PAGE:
Experts put the boom down to the energy firm's failure to pass on cheaper wholesale gas prices to its customers.
E.ON, the German parent company of the firm - which has six million customers in Britain -announced that Powergen's profits soared to Â£296million in the first quarter of 2007.
It made Â£29million over the same period last year.
Analysts at banking giant JP Morgan estimate E.ON is on track for record UK earnings of more than Â£860million for 2007 as a whole.
Its profits leapt 21 per cent to a staggering Â£2.25billion in the first quarter of 2007 alone.
Campaigners say that the delay in cutting prices has created billions in profits for an industry which has pushed through repeated bill rises recently.
These have taken the average annual gas and electricity bill to more than Â£1,000.
Activists have called for an investigation into the utilities industry amid suspicions that there isn't enough competition to deliver fair prices.
A survey last month claimed gas firms had effectively stockpiled Â£490million of customers' money after failing to adjust direct debits in line with falling prices.
Powergen cut the price of gas by 16 per cent and electricity by 5 per cent from April 30 this year.
But data from the consumer group Energywatch shows its gas prices are still 74 per cent higher than in January 2003, when aggressive price increases began across the industry.
Karen Darby, founder of the price comparison site Simplyswitch, said, "The fact of the matter is that British consumers are still paying way over the odds for their energy.
"Wholesale energy prices have come down 60 per cent since this time last year, but the suppliers are posting record profits and saying it takes time for this to filter through.
"Customers are still getting a very raw deal and are struggling to pay their bills.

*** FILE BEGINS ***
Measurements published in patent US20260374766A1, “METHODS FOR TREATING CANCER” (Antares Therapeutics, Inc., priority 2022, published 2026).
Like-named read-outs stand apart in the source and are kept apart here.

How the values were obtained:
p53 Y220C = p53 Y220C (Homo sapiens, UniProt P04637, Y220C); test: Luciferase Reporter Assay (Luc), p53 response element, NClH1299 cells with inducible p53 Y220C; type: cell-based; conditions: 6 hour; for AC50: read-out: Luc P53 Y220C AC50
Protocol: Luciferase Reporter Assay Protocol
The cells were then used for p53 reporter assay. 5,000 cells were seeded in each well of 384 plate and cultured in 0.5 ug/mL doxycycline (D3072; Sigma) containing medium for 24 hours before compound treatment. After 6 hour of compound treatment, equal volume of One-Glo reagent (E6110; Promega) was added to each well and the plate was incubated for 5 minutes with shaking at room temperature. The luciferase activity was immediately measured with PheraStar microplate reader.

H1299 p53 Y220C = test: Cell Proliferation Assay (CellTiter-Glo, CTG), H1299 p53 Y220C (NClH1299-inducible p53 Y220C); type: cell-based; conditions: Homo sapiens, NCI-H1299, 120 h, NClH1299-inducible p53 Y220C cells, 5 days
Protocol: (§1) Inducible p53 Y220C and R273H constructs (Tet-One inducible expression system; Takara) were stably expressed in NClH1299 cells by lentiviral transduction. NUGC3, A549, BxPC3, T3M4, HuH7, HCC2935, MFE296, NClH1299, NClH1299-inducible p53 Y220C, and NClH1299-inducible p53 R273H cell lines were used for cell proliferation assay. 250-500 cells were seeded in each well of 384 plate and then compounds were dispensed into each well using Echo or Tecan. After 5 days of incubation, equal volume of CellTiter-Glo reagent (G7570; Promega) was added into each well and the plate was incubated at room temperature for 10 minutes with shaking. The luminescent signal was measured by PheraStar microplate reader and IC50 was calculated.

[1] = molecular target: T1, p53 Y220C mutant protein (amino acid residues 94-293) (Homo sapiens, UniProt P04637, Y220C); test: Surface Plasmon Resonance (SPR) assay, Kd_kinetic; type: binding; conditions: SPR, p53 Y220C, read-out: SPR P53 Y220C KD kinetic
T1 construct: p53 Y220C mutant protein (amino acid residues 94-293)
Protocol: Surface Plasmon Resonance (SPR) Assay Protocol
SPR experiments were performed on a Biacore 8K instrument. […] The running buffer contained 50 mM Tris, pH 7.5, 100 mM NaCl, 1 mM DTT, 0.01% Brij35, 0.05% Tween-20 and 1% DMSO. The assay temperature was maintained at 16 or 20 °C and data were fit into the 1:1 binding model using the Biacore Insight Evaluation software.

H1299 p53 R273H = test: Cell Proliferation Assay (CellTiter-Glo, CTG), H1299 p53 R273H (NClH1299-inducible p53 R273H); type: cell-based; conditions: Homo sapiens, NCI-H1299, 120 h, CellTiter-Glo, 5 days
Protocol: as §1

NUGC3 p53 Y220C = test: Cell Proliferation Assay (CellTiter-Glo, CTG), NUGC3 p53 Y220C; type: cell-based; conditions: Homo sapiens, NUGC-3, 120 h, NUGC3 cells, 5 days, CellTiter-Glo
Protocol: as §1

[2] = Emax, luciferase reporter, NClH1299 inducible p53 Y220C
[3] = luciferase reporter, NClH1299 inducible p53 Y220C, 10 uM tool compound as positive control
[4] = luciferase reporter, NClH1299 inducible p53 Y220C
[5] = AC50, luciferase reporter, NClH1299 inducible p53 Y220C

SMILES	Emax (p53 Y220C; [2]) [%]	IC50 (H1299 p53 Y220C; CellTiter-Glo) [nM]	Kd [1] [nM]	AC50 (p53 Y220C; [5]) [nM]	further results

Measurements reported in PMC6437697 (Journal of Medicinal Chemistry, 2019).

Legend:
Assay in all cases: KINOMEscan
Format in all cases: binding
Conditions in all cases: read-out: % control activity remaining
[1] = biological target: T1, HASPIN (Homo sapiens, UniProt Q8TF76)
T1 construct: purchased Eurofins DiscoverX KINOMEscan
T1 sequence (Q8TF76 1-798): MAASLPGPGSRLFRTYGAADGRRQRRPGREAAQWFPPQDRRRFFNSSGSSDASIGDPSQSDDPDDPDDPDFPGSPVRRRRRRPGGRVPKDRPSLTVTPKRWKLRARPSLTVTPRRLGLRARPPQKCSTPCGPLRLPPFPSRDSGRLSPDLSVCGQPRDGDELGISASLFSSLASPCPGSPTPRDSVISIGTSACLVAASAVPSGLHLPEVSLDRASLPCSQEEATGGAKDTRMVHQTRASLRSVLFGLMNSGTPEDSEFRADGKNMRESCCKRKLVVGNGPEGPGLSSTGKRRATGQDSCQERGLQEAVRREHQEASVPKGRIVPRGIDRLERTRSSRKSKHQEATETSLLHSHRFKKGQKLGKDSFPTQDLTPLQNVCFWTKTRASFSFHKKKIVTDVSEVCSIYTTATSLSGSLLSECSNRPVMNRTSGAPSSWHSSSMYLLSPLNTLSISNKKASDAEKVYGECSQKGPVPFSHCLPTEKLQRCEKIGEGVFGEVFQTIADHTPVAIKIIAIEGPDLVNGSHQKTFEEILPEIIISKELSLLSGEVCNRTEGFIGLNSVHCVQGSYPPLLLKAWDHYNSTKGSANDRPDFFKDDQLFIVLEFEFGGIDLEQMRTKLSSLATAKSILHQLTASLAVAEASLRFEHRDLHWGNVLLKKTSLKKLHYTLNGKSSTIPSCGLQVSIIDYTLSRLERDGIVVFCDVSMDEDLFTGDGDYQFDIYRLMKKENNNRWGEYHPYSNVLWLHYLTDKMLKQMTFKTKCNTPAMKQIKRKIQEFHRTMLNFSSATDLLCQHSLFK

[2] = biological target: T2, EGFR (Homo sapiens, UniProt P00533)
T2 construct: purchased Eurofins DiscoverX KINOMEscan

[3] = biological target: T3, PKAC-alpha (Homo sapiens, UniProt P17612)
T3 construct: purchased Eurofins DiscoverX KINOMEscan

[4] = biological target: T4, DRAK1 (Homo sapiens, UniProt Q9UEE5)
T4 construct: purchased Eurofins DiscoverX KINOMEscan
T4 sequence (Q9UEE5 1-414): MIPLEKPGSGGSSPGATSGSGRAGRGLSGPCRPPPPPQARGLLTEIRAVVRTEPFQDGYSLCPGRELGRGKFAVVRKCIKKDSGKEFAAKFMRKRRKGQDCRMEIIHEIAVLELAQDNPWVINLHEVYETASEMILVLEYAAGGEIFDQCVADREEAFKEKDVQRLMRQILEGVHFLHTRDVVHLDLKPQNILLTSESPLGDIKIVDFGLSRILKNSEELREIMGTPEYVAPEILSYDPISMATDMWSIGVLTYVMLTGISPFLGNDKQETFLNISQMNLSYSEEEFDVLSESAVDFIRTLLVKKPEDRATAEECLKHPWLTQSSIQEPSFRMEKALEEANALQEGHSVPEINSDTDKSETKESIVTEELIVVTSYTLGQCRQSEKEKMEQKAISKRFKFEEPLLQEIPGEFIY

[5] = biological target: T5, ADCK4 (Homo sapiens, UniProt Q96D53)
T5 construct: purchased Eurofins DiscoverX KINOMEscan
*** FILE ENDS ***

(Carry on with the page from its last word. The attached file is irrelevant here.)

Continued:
"There seems almost to be a tactical war of words playing out for headlines, as firms use marketing ploys to show they are offering a better deal.
"It's galling that consumers could have suffered so long."
Powergen remains the second most expensive supplier out of the 'big six' companies for dual-fuel customers paying by direct debit, according to data from uSwitch. Only EDF Energy is more expensive.
A spokesman for Energywatch said price cuts across the industry have been too little and too late.
She added, "Prices for consumers have not come down as fast as they should have.
"Companies are very quick to raise prices but very slow to cut them.
"It is legitimate for companies to earn profits. But there needs to be some kind of balance or equity between the rewards for shareholders and rewards for consumers."
E.ON defended the profits announcement, saying the rise in profits reflected a dramatic improvement from unusually poor conditions at the beginning of last year.
A cold winter in early 2006 and shortfalls in wholesale gas supplies drove up wholesale prices but it did not fully pass on these increased costs to consumers, the firm argued.
Against that background, the latest results reflected 'a return to normal', a spokesman added.